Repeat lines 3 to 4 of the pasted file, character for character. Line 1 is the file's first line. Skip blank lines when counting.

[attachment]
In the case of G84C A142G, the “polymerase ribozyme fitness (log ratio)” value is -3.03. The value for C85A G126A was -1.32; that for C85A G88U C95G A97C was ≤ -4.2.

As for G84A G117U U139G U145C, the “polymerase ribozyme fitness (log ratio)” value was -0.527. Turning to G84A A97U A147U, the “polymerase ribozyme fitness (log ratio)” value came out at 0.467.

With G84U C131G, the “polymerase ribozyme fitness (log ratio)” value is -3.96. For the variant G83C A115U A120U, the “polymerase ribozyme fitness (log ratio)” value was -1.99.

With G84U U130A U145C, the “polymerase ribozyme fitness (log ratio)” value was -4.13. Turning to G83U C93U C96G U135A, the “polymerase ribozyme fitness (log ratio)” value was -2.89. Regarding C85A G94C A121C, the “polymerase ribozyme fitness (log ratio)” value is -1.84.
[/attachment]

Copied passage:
With G84U C131G, the “polymerase ribozyme fitness (log ratio)” value is -3.96. For the variant G83C A115U A120U, the “polymerase ribozyme fitness (log ratio)” value was -1.99.

With G84U U130A U145C, the “polymerase ribozyme fitness (log ratio)” value was -4.13. Turning to G83U C93U C96G U135A, the “polymerase ribozyme fitness (log ratio)” value was -2.89. Regarding C85A G94C A121C, the “polymerase ribozyme fitness (log ratio)” value is -1.84.